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Proteins and Enzymes


Over-the-Counter Enzyme Supplements Explained: Mayo Clinic Physician Explains Pros, Cons


Enzymatic reaction


Structure of NatA, an Enzyme Complex that Modifies Most Human Proteins


How Enzymes Work

Enzymes are macromolecular biological catalysts. Enzymes accelerate chemical reactions. The molecules upon which enzymes may act are called substrates and the enzyme converts the substrates into different molecules known as products. Almost all metabolic processes in the cell need enzyme catalysis in order to occur at rates fast enough to sustain life. Metabolic pathways depend upon enzymes to catalyze individual steps. The study of enzymes is called enzymology and a new field of pseudoenzyme analysis has recently grown up, recognising that during evolution, some enzymes have lost the ability to carry out biological catalysis, which is often reflected in their amino acid sequences and unusual 'pseudocatalytic' properties.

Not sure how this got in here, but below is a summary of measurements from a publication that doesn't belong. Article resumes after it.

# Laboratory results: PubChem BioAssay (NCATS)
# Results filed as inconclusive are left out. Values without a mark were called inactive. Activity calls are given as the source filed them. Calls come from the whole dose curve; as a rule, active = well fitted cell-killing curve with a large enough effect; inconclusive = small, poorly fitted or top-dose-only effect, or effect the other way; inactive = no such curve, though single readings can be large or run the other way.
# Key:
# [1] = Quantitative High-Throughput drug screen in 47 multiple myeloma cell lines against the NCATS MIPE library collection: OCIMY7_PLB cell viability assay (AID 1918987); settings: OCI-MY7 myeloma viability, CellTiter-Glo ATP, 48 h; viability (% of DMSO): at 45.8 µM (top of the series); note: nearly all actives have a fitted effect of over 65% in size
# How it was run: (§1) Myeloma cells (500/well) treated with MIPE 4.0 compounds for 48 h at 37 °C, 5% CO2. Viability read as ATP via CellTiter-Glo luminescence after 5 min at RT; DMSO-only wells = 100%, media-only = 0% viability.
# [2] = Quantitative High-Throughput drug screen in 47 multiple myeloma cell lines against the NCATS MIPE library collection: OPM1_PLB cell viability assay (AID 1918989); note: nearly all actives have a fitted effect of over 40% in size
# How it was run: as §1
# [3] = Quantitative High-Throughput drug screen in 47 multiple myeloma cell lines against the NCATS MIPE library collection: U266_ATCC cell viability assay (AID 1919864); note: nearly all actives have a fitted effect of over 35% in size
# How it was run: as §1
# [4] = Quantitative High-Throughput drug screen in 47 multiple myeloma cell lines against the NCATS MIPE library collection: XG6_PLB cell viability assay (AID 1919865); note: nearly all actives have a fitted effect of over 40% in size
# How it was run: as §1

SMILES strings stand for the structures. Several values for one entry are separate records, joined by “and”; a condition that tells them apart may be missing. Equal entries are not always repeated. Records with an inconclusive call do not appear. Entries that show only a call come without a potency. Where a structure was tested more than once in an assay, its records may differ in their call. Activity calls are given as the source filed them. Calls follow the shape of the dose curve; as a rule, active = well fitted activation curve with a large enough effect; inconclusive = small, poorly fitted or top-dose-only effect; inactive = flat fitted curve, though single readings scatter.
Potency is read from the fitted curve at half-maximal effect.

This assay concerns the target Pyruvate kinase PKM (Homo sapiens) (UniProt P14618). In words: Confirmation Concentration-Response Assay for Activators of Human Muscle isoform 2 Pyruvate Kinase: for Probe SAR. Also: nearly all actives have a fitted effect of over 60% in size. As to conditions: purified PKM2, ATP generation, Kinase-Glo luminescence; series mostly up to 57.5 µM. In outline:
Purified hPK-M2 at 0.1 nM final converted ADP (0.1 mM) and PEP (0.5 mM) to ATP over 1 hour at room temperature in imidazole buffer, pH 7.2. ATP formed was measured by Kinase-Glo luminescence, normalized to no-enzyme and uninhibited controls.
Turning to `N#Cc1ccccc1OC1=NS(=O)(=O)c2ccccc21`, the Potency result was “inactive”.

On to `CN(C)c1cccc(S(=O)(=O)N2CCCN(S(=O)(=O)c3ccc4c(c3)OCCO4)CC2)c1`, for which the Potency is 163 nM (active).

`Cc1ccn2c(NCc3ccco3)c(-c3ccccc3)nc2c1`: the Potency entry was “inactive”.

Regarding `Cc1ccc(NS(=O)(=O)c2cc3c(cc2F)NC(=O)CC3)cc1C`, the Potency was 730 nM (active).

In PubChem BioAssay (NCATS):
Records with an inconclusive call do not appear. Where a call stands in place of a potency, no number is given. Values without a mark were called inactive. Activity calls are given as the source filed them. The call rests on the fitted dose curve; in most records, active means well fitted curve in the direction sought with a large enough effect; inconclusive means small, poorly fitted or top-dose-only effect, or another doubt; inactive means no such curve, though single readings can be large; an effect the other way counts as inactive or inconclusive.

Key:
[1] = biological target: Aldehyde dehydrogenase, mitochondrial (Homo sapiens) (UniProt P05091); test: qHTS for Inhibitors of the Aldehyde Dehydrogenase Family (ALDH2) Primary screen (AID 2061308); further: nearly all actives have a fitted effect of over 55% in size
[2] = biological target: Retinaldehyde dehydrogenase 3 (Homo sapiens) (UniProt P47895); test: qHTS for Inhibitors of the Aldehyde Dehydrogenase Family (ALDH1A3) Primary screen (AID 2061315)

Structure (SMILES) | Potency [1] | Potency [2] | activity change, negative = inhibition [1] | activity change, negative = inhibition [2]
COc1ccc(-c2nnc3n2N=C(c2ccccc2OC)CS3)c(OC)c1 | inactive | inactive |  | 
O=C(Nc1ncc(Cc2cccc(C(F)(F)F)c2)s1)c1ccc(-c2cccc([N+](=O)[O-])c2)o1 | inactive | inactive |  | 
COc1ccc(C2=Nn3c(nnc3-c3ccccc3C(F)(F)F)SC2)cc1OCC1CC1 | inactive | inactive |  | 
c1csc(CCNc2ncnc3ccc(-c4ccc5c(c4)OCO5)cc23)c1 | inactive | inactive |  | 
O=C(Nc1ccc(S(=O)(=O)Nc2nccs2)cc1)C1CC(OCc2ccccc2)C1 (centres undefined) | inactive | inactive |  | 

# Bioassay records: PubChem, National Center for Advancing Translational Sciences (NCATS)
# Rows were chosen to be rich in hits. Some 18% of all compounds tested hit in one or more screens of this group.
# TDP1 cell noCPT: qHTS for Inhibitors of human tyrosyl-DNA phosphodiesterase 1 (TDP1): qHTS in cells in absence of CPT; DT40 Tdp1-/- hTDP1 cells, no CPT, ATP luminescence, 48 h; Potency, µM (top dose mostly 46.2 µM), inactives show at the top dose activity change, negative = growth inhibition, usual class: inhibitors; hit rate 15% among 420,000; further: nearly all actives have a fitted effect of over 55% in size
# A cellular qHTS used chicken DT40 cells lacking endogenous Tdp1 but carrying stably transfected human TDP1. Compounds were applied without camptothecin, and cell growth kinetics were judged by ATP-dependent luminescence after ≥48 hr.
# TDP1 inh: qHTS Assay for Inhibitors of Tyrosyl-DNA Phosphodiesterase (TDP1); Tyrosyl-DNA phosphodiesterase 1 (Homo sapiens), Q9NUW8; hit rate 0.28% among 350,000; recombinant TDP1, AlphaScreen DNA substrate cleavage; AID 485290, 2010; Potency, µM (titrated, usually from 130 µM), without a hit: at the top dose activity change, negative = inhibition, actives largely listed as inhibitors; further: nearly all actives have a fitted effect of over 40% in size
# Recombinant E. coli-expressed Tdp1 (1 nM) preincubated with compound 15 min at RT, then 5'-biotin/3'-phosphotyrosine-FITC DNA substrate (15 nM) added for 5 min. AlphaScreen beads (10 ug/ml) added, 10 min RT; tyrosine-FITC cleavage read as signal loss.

• Etymology and history 

  • Naming conventions 

  • Structure 

  • Mechanism 

  • Cofactors 

  • Thermodynamics 

  • Kinetics 

  • Inhibition 

  • Biological function 

  • Industrial applications